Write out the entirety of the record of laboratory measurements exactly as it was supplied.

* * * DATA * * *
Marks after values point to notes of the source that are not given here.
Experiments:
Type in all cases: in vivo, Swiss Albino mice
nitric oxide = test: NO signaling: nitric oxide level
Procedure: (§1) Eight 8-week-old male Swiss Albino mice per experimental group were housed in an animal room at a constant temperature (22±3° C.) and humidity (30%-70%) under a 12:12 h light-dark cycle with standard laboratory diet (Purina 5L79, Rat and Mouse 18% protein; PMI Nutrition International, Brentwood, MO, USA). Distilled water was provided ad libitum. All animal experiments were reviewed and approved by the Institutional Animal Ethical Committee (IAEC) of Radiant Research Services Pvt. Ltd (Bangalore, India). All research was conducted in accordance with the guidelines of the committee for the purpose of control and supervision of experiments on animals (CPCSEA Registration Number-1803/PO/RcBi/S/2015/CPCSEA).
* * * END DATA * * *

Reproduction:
Marks after values point to notes of the source that are not given here.
Experiments:
Type in all cases: in vivo, Swiss Albino mice
nitric oxide = test: NO signaling: nitric oxide level
Procedure: (§1) Eight 8-week-old male Swiss Albino mice per experimental group were housed in an animal room at a constant temperature (22±3° C.) and humidity (30%-70%) under a 12:12 h light-dark cycle with standard laboratory diet (Purina 5L79, Rat and Mouse 18% protein; PMI Nutrition International, Brentwood, MO, USA). Distilled water was provided ad libitum. All animal experiments were reviewed and approved by the Institutional Animal Ethical Committee (IAEC) of Radiant Research Services Pvt. Ltd (Bangalore, India). All research was conducted in accordance with the guidelines of the committee for the purpose of control and supervision of experiments on animals (CPCSEA Registration Number-1803/PO/RcBi/S/2015/CPCSEA).